Road pricing: More new roads could be funded by tolls
A plan to fund new roads using tolls which drivers would pay to private companies is to be included in the coalition's new policy agenda.
A recently approved upgrade to the A14 in Cambridgeshire could be the first building project funded by tolls.
The policy programme - for the second half of the coalition - is expected to be set out in the new year.
A spokesman said the DfT was looking at tolling schemes to fund "new capacity in very limited circumstances".
In the Autumn Statement earlier this month, Chancellor George Osborne announced that a feasibility study would be carried out by the Department for Transport.
It will explore whether private sector companies could own new roads and how new road building projects could be funded.
The spokesman said the government had made a "clear commitment" not to toll parts of the existing road network and that position "has not changed".
He added: "We have always said we would look at schemes which would fund significant new capacity through tolling. This would be in very limited circumstances and only where schemes deliver new roads or transform an existing road literally beyond all recognition."Massive taxation
More than 20 national road building schemes have been approved by the government, and currently only the A14 improvement scheme is being considered for tolling.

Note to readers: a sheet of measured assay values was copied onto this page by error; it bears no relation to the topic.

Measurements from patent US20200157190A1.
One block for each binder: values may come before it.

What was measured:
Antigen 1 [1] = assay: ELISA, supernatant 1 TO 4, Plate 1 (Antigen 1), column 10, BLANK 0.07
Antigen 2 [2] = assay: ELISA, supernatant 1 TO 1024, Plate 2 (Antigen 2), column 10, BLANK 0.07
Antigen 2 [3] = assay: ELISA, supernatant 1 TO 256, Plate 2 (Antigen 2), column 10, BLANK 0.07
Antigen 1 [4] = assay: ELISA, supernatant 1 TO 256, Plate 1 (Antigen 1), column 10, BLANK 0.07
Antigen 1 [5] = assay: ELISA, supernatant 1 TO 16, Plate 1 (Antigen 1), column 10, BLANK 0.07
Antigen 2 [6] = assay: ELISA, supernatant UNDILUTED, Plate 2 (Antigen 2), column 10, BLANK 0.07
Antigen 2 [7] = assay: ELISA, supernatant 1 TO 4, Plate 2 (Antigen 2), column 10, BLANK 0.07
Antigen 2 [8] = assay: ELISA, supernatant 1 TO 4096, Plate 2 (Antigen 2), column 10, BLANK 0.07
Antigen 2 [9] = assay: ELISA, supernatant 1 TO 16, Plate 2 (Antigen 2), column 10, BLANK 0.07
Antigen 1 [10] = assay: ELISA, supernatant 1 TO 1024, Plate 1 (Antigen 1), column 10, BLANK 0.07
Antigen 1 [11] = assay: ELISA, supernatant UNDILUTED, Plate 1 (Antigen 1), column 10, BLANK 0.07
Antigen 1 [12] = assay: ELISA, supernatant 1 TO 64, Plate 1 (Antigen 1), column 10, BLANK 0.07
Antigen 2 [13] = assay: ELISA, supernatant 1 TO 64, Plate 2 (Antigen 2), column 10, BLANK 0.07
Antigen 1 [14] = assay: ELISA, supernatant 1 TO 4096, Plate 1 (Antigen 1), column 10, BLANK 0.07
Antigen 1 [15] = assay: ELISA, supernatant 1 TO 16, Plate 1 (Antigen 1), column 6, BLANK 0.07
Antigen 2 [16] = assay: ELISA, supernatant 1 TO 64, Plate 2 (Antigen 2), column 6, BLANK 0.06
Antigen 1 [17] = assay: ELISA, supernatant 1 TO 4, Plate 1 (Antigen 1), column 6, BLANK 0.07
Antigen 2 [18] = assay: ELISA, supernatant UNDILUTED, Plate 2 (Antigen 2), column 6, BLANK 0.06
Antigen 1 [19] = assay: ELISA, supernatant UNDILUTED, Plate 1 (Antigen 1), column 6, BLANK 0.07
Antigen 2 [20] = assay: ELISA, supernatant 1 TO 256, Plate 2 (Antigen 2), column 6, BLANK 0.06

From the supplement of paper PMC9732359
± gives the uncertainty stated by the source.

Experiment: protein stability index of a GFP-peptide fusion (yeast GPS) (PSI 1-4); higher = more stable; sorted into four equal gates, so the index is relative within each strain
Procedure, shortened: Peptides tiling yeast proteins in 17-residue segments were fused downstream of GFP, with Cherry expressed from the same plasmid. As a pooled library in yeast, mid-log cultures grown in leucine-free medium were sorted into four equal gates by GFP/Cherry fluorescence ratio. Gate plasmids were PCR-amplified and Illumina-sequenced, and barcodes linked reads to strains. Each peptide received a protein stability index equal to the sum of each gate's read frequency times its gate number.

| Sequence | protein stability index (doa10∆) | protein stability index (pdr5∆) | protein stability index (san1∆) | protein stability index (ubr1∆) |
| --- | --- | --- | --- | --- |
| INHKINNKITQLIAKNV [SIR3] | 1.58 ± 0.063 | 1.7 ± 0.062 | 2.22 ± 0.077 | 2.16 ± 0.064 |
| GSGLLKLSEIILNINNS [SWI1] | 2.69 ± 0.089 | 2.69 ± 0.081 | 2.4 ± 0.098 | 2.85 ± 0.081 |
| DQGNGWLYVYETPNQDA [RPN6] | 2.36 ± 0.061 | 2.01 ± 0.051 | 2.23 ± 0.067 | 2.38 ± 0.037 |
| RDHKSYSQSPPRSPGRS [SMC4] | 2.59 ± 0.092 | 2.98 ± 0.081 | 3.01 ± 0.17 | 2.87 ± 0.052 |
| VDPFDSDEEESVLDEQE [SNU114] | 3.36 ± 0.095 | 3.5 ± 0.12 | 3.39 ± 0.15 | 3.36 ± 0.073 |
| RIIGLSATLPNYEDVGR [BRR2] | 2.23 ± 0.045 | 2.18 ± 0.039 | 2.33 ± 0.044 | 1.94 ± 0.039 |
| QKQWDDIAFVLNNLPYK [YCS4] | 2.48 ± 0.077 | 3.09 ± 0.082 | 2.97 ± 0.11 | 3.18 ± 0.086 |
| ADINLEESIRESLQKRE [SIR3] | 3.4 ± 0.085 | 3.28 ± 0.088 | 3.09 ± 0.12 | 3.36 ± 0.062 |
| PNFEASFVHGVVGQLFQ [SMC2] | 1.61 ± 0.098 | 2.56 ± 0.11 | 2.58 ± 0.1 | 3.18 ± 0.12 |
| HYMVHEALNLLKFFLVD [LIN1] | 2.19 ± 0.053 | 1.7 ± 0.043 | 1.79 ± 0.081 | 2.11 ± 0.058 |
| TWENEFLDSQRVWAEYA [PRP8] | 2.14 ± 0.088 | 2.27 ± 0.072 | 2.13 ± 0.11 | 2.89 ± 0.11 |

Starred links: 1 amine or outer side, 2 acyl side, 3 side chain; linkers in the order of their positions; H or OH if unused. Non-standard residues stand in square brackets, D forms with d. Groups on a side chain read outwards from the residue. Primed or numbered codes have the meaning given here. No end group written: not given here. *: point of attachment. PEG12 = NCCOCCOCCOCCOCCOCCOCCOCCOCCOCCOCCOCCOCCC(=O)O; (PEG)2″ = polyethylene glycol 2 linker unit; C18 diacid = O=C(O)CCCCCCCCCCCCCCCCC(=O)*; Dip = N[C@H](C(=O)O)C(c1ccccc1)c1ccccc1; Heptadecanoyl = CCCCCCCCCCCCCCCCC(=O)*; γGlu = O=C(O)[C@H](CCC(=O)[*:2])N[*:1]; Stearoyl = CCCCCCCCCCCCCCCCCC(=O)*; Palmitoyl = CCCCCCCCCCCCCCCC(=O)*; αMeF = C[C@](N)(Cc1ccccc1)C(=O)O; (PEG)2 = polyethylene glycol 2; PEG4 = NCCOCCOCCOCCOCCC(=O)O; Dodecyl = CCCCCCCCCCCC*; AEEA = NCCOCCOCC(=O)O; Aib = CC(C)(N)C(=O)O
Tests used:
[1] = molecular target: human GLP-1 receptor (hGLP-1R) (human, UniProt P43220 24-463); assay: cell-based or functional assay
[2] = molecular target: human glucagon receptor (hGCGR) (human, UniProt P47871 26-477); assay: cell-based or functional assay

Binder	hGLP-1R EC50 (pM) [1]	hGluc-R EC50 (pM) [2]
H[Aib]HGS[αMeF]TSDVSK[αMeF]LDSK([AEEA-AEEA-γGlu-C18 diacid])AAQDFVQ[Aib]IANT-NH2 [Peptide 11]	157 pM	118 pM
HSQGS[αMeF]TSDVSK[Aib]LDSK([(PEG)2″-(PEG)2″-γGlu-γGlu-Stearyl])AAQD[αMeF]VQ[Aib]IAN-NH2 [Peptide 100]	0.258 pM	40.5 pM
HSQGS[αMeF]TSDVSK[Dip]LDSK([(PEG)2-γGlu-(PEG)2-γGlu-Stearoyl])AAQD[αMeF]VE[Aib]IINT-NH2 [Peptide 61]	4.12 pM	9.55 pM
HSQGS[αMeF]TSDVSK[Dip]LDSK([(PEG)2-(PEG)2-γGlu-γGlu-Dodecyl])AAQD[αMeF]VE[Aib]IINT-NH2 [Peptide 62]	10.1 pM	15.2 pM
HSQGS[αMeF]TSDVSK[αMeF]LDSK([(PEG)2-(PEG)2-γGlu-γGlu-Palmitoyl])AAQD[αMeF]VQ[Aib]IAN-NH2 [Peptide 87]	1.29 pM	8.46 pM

End Quote Peter Roberts Alliance of British Drivers
There's something in the region of £50bn taken in road-related taxes every year and the government spends a small fraction of that on the roads”
BBC political correspondent Chris Mason said road tolling was seen by its supporters "as a more sophisticated way of charging motorists for using the roads than vehicle excise and fuel duty".
Our correspondent added: "Tolling can take account of where and when a driver is using certain roads, but road tolls are a very visible charge and likely to prove rather tricky to sell to a largely sceptical electorate."
Professor Stephen Glaister, director of the RAC Foundation, said the government was looking for radical solutions to the "chronic problems" of congestion and rising traffic levels due to population growth and under-investment.
"As always the devil will be in the detail. Who would be the winners and losers under a change of regulation and would the already massive amount of tax taken from motorists rise overall?" he said.
"Drivers rightly feel they are already been squeezed and any change has to deliver real benefits not just more financial misery."
In 2007, about 1.8 million people registered their objection to road-pricing in a petition on the Downing Street website.
Peter Roberts, from the Alliance of British Drivers which organised the petition, told BBC Radio 4's Today programme that tolls would be a political disaster.
"There's something in the region of £50bn taken in road-related taxes every year and the government spends a small fraction of that on the roads, so it's not as if we're not paying for the roads already," he said.
"It's not fair that at the moment that the government should take such a massive amount of tax in road-related taxation and spend such a pitiful amount on the roads."
There are already examples of tolls on the UK road network, such as the London congestion charge and at the Dartford Crossing.
The M6 Toll road, which aims to alleviate the increasing congestion on the M6 through Birmingham and the Black Country, opened in 2003.
In March, the prime minister David Cameron called for an "urgent" increase in private investment to improve England's road network.
He said tolls for new roads were one option, alongside attracting more money from pension funds and other investors.